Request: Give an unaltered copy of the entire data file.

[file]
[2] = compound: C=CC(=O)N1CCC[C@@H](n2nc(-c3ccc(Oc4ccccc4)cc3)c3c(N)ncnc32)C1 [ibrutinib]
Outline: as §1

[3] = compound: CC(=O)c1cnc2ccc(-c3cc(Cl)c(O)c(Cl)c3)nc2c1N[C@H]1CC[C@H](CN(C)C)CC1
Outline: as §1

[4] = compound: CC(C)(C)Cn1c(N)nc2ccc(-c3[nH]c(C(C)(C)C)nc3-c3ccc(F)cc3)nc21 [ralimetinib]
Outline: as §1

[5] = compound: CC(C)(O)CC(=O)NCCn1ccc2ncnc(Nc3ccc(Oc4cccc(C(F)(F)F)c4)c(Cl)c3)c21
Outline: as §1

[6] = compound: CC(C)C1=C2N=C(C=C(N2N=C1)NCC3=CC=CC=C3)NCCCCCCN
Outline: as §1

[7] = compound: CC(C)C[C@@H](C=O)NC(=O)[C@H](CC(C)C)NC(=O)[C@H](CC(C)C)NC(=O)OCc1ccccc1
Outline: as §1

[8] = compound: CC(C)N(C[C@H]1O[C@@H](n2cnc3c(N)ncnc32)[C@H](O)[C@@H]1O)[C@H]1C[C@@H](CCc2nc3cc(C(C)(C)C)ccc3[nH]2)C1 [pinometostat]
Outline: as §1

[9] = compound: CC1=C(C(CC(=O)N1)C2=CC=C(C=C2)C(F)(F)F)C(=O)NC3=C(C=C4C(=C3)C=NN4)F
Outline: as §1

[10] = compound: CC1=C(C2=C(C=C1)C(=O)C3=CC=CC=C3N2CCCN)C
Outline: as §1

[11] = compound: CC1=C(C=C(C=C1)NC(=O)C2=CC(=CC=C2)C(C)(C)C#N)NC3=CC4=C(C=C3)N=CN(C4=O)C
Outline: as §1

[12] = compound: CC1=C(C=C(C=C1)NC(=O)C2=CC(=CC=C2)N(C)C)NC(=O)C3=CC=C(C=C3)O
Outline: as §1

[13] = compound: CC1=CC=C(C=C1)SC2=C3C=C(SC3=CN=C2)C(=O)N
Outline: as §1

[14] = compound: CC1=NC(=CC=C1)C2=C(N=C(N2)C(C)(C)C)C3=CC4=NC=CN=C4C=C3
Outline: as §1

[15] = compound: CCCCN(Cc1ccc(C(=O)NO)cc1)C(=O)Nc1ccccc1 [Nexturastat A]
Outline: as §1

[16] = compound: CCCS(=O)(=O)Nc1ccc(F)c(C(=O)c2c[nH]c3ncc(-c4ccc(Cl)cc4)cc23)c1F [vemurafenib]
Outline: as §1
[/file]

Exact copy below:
[2] = compound: C=CC(=O)N1CCC[C@@H](n2nc(-c3ccc(Oc4ccccc4)cc3)c3c(N)ncnc32)C1 [ibrutinib]
Outline: as §1

[3] = compound: CC(=O)c1cnc2ccc(-c3cc(Cl)c(O)c(Cl)c3)nc2c1N[C@H]1CC[C@H](CN(C)C)CC1
Outline: as §1

[4] = compound: CC(C)(C)Cn1c(N)nc2ccc(-c3[nH]c(C(C)(C)C)nc3-c3ccc(F)cc3)nc21 [ralimetinib]
Outline: as §1

[5] = compound: CC(C)(O)CC(=O)NCCn1ccc2ncnc(Nc3ccc(Oc4cccc(C(F)(F)F)c4)c(Cl)c3)c21
Outline: as §1

[6] = compound: CC(C)C1=C2N=C(C=C(N2N=C1)NCC3=CC=CC=C3)NCCCCCCN
Outline: as §1

[7] = compound: CC(C)C[C@@H](C=O)NC(=O)[C@H](CC(C)C)NC(=O)[C@H](CC(C)C)NC(=O)OCc1ccccc1
Outline: as §1

[8] = compound: CC(C)N(C[C@H]1O[C@@H](n2cnc3c(N)ncnc32)[C@H](O)[C@@H]1O)[C@H]1C[C@@H](CCc2nc3cc(C(C)(C)C)ccc3[nH]2)C1 [pinometostat]
Outline: as §1

[9] = compound: CC1=C(C(CC(=O)N1)C2=CC=C(C=C2)C(F)(F)F)C(=O)NC3=C(C=C4C(=C3)C=NN4)F
Outline: as §1

[10] = compound: CC1=C(C2=C(C=C1)C(=O)C3=CC=CC=C3N2CCCN)C
Outline: as §1

[11] = compound: CC1=C(C=C(C=C1)NC(=O)C2=CC(=CC=C2)C(C)(C)C#N)NC3=CC4=C(C=C3)N=CN(C4=O)C
Outline: as §1

[12] = compound: CC1=C(C=C(C=C1)NC(=O)C2=CC(=CC=C2)N(C)C)NC(=O)C3=CC=C(C=C3)O
Outline: as §1

[13] = compound: CC1=CC=C(C=C1)SC2=C3C=C(SC3=CN=C2)C(=O)N
Outline: as §1

[14] = compound: CC1=NC(=CC=C1)C2=C(N=C(N2)C(C)(C)C)C3=CC4=NC=CN=C4C=C3
Outline: as §1

[15] = compound: CCCCN(Cc1ccc(C(=O)NO)cc1)C(=O)Nc1ccccc1 [Nexturastat A]
Outline: as §1

[16] = compound: CCCS(=O)(=O)Nc1ccc(F)c(C(=O)c2c[nH]c3ncc(-c4ccc(Cl)cc4)cc23)c1F [vemurafenib]
Outline: as §1